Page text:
Subsidizing Fruits and Vegetables by Income Group: A Two-Stage Budgeting Approach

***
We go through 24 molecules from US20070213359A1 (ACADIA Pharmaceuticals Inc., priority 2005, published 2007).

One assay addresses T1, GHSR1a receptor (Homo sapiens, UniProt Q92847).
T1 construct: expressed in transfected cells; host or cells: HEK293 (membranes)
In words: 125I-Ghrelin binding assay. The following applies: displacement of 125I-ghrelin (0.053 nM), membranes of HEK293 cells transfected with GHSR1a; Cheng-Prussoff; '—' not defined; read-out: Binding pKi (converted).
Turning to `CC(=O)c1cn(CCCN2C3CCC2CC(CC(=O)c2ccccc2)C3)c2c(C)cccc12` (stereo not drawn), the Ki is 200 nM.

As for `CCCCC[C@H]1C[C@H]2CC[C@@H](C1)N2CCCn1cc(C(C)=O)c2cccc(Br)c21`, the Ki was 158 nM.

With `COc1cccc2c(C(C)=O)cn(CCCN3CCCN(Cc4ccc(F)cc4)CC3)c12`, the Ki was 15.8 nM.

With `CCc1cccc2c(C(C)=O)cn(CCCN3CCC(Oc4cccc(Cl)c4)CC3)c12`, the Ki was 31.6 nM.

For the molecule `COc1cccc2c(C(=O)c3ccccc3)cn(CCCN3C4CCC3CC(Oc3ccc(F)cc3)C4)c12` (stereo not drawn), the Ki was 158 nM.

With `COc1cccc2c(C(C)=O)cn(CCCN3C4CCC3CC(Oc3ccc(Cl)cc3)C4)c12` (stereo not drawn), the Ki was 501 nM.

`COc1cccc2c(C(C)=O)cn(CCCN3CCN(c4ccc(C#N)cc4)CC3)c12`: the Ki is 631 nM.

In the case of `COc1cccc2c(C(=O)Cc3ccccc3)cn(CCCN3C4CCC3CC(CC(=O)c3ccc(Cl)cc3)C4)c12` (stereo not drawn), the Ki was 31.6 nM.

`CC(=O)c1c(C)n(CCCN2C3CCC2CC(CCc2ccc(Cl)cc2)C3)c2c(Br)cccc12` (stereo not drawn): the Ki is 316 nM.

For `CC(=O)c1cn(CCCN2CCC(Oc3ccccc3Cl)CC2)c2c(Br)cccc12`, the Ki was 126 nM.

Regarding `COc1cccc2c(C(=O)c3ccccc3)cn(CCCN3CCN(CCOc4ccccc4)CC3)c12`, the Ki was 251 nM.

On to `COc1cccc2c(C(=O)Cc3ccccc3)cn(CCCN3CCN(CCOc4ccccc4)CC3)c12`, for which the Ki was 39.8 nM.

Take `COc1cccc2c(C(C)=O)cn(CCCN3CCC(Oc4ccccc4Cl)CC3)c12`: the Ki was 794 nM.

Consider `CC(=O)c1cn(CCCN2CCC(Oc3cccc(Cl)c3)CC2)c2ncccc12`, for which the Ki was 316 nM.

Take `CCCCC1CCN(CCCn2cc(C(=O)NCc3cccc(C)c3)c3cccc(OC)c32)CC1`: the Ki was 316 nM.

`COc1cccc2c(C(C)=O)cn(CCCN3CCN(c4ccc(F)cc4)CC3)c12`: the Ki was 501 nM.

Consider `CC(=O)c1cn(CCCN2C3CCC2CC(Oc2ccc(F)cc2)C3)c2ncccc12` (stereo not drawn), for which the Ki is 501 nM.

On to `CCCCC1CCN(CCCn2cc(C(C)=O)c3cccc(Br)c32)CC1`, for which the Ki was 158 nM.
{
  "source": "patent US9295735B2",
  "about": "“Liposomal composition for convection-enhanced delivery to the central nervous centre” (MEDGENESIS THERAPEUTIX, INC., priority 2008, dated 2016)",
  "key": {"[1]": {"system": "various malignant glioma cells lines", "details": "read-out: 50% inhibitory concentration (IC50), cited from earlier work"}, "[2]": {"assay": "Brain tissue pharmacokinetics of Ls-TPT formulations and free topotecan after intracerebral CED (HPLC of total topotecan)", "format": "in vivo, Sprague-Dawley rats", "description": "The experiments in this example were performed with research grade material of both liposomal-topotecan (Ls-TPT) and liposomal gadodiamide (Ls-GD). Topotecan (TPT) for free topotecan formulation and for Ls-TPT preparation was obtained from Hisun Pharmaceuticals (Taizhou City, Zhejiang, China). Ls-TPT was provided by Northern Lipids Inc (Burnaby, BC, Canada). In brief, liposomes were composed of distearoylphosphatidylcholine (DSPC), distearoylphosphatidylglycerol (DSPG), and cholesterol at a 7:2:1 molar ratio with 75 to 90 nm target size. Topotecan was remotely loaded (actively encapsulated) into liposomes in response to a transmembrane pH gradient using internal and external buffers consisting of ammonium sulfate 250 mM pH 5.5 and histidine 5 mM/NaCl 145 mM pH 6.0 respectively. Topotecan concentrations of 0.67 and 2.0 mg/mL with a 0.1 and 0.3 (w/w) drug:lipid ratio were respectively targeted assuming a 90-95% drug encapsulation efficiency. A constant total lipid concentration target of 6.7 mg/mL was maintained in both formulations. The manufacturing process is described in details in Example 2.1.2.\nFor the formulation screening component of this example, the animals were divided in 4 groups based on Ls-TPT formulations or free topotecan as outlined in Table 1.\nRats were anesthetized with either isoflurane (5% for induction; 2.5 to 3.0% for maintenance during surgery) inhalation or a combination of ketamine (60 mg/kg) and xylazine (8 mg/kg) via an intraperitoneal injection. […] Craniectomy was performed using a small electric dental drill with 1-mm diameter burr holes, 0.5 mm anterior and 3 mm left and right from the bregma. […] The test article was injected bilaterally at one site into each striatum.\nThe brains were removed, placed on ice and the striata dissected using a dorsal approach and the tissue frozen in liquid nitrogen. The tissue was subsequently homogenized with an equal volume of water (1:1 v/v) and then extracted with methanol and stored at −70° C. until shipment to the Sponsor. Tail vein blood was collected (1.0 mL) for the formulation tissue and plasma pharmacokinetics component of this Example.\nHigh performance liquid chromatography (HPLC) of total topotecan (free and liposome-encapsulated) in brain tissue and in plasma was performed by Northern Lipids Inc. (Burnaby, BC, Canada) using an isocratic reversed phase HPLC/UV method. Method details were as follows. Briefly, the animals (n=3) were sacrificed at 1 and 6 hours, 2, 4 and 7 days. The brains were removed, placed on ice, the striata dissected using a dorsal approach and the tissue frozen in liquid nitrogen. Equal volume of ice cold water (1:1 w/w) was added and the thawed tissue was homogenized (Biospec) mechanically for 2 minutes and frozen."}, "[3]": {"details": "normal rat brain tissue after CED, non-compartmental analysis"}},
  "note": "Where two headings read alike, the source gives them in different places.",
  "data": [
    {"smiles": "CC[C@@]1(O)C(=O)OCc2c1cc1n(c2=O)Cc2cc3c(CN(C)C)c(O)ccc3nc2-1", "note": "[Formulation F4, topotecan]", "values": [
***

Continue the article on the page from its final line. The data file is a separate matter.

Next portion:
This paper investigates how a price subsidy affects demand for the three fruit and vegetable products for two income groups of households. This study combines the results of conditional elasticity estimates from previous study and develops a two-stage budgeting approach to estimate demand for fruits and vegetables using 1986-2010 quarterly CEX data. Precise stand errors are estimated by bootstrapping the entire two-stage estimation procedures. Results show that low-income households have larger total expenditure elasticities but smaller unconditional price elasticities than high-income households. Fruits and vegetables and all other goods are found to be net substitutes. Assuming that supplies for fruits and vegetable are perfectly elastic, a 10% price subsidy increases consumption of processed fruits and vegetables, fresh vegetables, and fresh fruits by 3.27% (10.68%), 3.29% (10.73%) and 3.50% (11.42%) for low-income (high-income) households, and only causes a small change in consumption of all other goods.
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